But how, within these overarching ideas, can art maintain an independent presence or sustain its individual integrity as an artwork? There are certainly opportunities for art to be employed as a therapeutic tool, as with Philip Samartzis’s work, but in both the QCH and the RCH large sculptural commissions have been, or are planned to be, constructed within the building and it is these that are pulled into dialogue with the architecture, for better or worse.

Jade Oakley’s Sky Garden installation at the Royal Children’s Hospital. Image:  Shannon McGrath

For Kristen Whittle of Bates Smart, design director of the new Royal Children’s Hospital, art was present within the hospital design from the earliest point of design conception. Whittle was stimulated by Olafur Eliasson’s sculptural installation at the Tate Modern, London, entitled The Weather Project (2003), which explored notions of experience, mediation and representation. Whittle was struck by this work’s capacity to operate as an emotive opener that short-circuited the banal of the everyday, which as Whittle states “speak of how a person’s mind and body is encoded to enjoy certain natural phenomena and how spatial aesthetics are linked to core emotions.”

For Corbett Lyon, director of Lyons, the incorporation of art in the hospital is also integral to their client’s and team’s ethos. The hospital invited groups of curators to pitch for the role of art consultant and brought on the winning team early in the schematic design stage, which has allowed the architecture and curation to inform each other, working in partnership to communicate the thematic of the building.

Both Whittle and Lyon agree that the function of art is to distract and engage, and for Whittle it is a distraction from the everyday that elevates or separates the visitor experience from their immediate reality – as Eliasson’s work might.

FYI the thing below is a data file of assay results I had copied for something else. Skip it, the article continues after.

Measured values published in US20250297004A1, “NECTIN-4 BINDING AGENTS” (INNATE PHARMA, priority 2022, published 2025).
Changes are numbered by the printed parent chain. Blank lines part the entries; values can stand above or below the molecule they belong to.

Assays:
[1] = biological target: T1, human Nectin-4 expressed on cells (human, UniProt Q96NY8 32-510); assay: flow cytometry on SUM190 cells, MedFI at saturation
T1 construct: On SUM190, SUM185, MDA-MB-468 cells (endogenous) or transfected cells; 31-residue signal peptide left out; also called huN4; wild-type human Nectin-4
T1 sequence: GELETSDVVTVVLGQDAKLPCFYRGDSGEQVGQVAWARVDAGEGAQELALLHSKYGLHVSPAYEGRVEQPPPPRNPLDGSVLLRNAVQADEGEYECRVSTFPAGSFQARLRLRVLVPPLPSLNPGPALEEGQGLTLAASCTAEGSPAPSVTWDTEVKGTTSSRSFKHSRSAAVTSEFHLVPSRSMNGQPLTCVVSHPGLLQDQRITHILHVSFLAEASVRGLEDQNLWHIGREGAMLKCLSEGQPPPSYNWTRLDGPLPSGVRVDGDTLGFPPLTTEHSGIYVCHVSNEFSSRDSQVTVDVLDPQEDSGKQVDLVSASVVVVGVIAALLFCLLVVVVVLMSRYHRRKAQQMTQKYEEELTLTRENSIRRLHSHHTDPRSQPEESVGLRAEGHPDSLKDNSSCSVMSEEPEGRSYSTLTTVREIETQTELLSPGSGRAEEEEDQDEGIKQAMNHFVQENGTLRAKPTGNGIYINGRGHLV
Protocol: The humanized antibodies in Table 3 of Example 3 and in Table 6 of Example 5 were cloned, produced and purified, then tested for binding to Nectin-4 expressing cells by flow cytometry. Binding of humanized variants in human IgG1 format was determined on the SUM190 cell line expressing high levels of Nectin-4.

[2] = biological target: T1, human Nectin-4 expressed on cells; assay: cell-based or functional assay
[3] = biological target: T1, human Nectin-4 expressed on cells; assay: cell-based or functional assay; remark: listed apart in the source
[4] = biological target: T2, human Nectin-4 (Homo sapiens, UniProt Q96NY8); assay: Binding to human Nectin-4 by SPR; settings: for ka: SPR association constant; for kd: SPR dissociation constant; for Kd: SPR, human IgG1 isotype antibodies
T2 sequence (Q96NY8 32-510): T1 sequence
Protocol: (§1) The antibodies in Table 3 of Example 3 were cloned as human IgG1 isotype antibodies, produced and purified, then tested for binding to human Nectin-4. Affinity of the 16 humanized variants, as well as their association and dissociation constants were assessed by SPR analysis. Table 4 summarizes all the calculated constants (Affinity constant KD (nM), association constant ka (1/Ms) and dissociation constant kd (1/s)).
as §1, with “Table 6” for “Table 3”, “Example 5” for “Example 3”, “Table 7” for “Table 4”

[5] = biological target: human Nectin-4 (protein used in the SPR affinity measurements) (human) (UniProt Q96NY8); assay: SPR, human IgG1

In Melbourne’s RCH this philosophy is articulated in large sculptural commissions by Alexander Knox and Jade Oakley, both of whom have drawn from nature in their works. However, the emphasis in both of these large-scale installations is on the fantastical, whimsical and other-worldy, with each artwork distracting and elevating the viewer in distinct and successful ways.

At the QCH, one idea is to introduce artworks throughout the building as small ruptures in the seamless flow – for example, an artwork beneath the floor that is visible through Perspex, or one that clads the elevator shafts. Lyon also points out the extent to which the client and the architectural design team are approaching an expanded concept of art within the hospital, which encompasses drawing workshops, musical and acrobatic performances, and other more interactive public programs.

A render of the Queensland Children’s Hospital reception area. Image:  Courtesy of Lyons Architecture.

However, while it seems that both approaches draw on evidence-based design theories that focus on the healing power of nature, and also incorporate artwork as a means to divert attention and inspire imaginative responses, their approaches are distinct.

Lyon talks of the artwork at the QCH as independent of the architecture, maintaining that the design is sufficiently robust so as to accommodate strong individual artworks in their own right. Lyon also points out that at times the building invites points of tension where the art and the architecture are free to coexist. Whereas, for Whittle of Bates Smart, art is a means to communicate with the imagination, and is seen as an approach rather than an outcome that is holistic with the entire context of the hospital. Whittle believes that the artworks embedded within the new Royal Children’s Hospital will “combine with adjacent spatial partners to invoke a true splitting open of core clinical and public functions to bring about greater public participation and an overall empowerment of activities within.”